It’s no secret that in today’s technological age, people are longing to disconnect and head out into nature to feel better. Nature has been known to have healing properties, whether from the plants harvested to make medicinal concoctions or from the sheer pleasure that you feel from hiking up a mountain and enjoying the view. It’s like a breath of fresh air, the way nature affects our health.
Researchers are intrigued by our connection to nature, which is why several research studies have been conducted to figure out why we just feel so good when we’re out in the wilderness. On such study is that of John Zelenski and Elizabeth Nisbet, who use the term nature relatedness to describe how humans connect to the natural world. Among the happiness scales used, the link between happiness and nature was one of the highest. The conclusions of this study:
Suggest that “nature relatedness has a distinct happiness benefit” beyond the more generalized benefit of feeling connected to family, friends, and home. Our connection to nature also correlated with most measures of human well-being, indicating it may play an extremely important role in maintaining positive mental health.
Another study done by Stanford researchers suggests that walking in nature could be key to lowering depression. Participants of the study who walked in a grassland like setting had decreased activity in the area of the brain associated with a key factor of depression than those participants who walked in an urban setting.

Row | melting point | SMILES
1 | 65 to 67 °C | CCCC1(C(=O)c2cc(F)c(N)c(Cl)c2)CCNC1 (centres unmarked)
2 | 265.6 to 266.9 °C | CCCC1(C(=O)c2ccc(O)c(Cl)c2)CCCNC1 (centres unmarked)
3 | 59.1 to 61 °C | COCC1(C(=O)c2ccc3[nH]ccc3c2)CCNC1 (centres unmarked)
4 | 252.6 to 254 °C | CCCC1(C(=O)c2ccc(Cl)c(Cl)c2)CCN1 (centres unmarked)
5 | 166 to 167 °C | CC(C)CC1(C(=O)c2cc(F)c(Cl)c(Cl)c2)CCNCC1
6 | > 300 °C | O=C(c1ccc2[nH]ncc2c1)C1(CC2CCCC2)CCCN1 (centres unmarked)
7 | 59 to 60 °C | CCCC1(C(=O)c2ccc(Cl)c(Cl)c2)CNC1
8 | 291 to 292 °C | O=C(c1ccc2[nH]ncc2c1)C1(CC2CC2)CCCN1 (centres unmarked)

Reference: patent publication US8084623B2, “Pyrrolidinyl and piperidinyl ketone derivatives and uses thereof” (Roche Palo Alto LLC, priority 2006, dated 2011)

Being in nature, or even just seeing pictures or paintings of it, has been shown to reduce stress, anger, anxiety, and fear; it increases positivity, mindfulness, productivity, and attention span. Physically, being out in the world lowers blood pressure, muscle tension, heart rate, and obesity.
Healing ourselves by heading out into the wilderness also heals the wilderness…ideally. When we realize how important the natural world is to our well being, we begin taking better care of it. Think about the recent influx of electric cars and renewable energy and other green initiatives–people are finally realizing that the Earth is dying and we must save her, for her sake and ours.
Additionally, after all this research about the benefits of being outside, urban planning is beginning to change to incorporate more green space. Over half the world’s population lives in urban areas, and people from those urban populations have higher risks for anxiety and mood disorders. Chicago is a great example of a city that has devoted city area to green space, with 8.5% of its total area being parks (the official motto of Chicago has been Urbs in horto, Latin for “City in a garden” for its commitment to parkland).
So if you’re feeling blue, get out there and enjoy the fresh air, sun, and trees. You can also check out this other awesome nature-related Metiza post to continue hyping up your outdoor spirit.
Also published on Medium.